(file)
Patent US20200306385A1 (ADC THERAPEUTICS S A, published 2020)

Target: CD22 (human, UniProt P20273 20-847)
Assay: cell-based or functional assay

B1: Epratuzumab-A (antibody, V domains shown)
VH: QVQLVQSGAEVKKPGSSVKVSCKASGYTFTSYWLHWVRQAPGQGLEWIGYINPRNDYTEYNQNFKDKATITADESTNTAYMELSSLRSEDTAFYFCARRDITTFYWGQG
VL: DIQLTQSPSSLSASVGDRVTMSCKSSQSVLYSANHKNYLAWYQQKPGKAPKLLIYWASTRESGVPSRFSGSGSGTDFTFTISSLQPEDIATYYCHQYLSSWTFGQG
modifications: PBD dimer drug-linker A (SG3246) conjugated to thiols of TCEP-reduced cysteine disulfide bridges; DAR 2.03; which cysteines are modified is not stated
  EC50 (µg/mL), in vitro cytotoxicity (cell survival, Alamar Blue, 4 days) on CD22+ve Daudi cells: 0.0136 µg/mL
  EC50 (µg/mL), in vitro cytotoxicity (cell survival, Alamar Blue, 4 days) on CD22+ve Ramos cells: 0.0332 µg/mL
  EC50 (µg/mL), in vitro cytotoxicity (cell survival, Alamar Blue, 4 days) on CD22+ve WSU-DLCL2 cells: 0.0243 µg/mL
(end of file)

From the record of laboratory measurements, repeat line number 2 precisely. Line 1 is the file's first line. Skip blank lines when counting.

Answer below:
Target: CD22 (human, UniProt P20273 20-847)